quires from $20,000 to $100,000 in capital and labor, and no good
silver district is really developed in less than ten years, while for gen-
erations thereafter work goes on with improved methods. Thus, per-
manent towns and cities are built up, a good market is created, and
the adjacent lands are brought under high "cultivation ; trade is very
active, and local manufactures are brought into existence. A thousand
miners buy three times as much as a thousand farmers, for they pro-
duce nothing they can use. Thus the old placer-mining counties of
California are bankrupt and almost deserted, while the mineral devel-
opment of Utah has more than doubled the value of real estate, and
the mines of Colorado have made that State rich in' farming and
grazing. This distinction is worth considering if the reader thinks of
making a settlement in some of the mining territories.



MAY, 1869, was rendered memorable by the opening of the first
through railway line across the Continent; the spring of 1881 wit-
nessed the opening of the second ; but it passed almost unnoticed,
while that of 1869 was the occasion of a national jubilee. In a
former chapter the reader will find some account of the projected 35th
parallel road .and my journey over a portion of its line. The Northern
Pacific is of national fame. The Texas Pacific, or 32d parallel, road
was to run near the boundary between us and Mexico. But all these
were outdone by the Southern Pacific of California, which was started
to give San Francisco direct railroad connection with Arizona and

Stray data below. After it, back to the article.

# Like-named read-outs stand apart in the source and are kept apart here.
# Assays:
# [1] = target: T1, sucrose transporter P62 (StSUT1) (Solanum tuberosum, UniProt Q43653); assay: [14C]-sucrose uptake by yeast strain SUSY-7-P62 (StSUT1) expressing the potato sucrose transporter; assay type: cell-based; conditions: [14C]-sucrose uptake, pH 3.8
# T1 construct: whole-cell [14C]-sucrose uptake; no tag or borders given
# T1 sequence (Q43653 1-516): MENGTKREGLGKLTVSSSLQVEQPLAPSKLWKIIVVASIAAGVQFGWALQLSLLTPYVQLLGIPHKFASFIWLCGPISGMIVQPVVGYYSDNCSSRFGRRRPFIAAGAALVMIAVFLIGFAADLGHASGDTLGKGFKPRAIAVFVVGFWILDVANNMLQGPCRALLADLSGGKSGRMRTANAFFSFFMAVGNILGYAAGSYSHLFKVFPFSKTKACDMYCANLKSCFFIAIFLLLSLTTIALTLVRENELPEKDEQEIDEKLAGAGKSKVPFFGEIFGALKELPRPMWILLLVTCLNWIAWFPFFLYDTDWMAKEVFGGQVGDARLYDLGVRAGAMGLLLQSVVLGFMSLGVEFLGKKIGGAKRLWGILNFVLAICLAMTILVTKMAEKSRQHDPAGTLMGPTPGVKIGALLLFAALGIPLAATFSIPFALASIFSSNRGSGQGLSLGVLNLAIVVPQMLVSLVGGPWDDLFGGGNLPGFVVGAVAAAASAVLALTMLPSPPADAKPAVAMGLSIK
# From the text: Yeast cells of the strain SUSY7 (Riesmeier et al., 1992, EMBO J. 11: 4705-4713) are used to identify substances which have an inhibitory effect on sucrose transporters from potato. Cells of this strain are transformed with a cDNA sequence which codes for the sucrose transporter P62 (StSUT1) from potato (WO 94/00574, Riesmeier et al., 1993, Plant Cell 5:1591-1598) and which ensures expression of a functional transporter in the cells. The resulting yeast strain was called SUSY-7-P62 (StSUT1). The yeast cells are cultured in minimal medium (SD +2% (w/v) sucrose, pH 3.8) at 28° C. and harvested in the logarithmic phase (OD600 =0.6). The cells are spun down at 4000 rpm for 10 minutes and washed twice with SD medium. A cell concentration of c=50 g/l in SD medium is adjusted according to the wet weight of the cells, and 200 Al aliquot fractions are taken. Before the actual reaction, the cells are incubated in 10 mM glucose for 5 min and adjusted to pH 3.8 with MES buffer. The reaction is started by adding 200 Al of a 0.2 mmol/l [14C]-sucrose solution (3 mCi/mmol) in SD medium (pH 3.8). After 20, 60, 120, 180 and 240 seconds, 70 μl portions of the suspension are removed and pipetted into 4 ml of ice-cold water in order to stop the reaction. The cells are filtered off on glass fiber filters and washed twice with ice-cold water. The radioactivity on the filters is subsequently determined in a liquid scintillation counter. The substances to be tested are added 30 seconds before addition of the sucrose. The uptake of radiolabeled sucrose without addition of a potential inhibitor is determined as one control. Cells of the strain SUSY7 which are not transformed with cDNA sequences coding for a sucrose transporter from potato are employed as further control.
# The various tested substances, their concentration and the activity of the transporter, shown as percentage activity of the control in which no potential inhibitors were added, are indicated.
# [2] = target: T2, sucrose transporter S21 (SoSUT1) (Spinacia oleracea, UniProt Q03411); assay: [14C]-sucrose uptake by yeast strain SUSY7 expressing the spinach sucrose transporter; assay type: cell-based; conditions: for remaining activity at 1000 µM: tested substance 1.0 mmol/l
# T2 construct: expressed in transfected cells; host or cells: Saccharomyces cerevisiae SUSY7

New Mexico, and once fairly started was pushed forward towards
Texas with amazing vigor. Meanwhile, the Atchison, .Topeka, and
Santa Fe line was pushed on from La Junta, Colorado, its objective
point being Guayamas, on the Pacific Coast of Mexico. Thus its line
crossed that of the California road, at an acute angle, in the Florida
Pass, New Mexico; and at that meeting they decided to make it one
line for through business. So the first train, from ocean to river, on
the new trans-continental, reached Kansas City almost unheralded
and unnoticed. It is but a question of a few years when both roads
will be completed to their original destinations, and the Northern
Pacific will be pushed through ; then four lines will connect us with
the Pacific, and nearly one-half of the Wild West be abolished.

Scarcely had the two roads touched their boundaries when the
mineral wealth of New Mexico and Arizona was shown to be great;
but other matters are of more immediate interest. First to be noted
beyond La Junta is Trinidad, and sixteen miles beyond it a tunnel
2,000 feet long, through which the railroad penetrates the Raton, over
which I staged with such difficulty^!! 1872. Here the formation is
carboniferous, and from immense mines coal is loaded on the cars at
eighty cents a ton. Thence straight southward to Las Vegas, near
the old stage line, the road running conveniently near to the great
Hot Springs, which have already acquired fame as a sanitarium.
From Galisteo a branch road runs up a canon to Santa Fe ; and so
the queer old city has a railroad at last, though I was positive, in